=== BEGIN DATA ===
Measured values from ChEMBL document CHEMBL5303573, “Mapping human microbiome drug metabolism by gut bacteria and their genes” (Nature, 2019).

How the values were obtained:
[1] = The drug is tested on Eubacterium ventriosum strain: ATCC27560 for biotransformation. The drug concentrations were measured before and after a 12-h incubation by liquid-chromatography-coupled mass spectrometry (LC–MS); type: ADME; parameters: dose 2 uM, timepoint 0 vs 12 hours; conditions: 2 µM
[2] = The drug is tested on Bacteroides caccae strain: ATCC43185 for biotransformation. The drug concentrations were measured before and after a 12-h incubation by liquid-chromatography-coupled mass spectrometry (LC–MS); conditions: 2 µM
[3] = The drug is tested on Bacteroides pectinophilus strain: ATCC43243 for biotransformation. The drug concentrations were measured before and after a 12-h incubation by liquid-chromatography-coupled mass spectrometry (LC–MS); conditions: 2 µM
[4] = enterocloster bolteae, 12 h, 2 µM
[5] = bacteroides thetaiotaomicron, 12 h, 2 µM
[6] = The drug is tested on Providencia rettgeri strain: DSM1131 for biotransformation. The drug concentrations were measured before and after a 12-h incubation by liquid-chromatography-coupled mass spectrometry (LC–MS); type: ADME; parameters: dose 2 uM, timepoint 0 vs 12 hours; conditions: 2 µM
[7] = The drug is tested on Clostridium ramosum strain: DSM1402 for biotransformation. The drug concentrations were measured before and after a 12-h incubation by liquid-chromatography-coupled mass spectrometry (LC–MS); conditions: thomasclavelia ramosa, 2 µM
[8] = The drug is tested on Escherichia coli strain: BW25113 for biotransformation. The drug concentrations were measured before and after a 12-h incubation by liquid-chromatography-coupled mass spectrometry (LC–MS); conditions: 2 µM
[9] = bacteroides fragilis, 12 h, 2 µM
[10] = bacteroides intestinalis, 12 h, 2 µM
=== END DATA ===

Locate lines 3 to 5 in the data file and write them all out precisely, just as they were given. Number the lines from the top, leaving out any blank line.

[1] = The drug is tested on Eubacterium ventriosum strain: ATCC27560 for biotransformation. The drug concentrations were measured before and after a 12-h incubation by liquid-chromatography-coupled mass spectrometry (LC–MS); type: ADME; parameters: dose 2 uM, timepoint 0 vs 12 hours; conditions: 2 µM
[2] = The drug is tested on Bacteroides caccae strain: ATCC43185 for biotransformation. The drug concentrations were measured before and after a 12-h incubation by liquid-chromatography-coupled mass spectrometry (LC–MS); conditions: 2 µM
[3] = The drug is tested on Bacteroides pectinophilus strain: ATCC43243 for biotransformation. The drug concentrations were measured before and after a 12-h incubation by liquid-chromatography-coupled mass spectrometry (LC–MS); conditions: 2 µM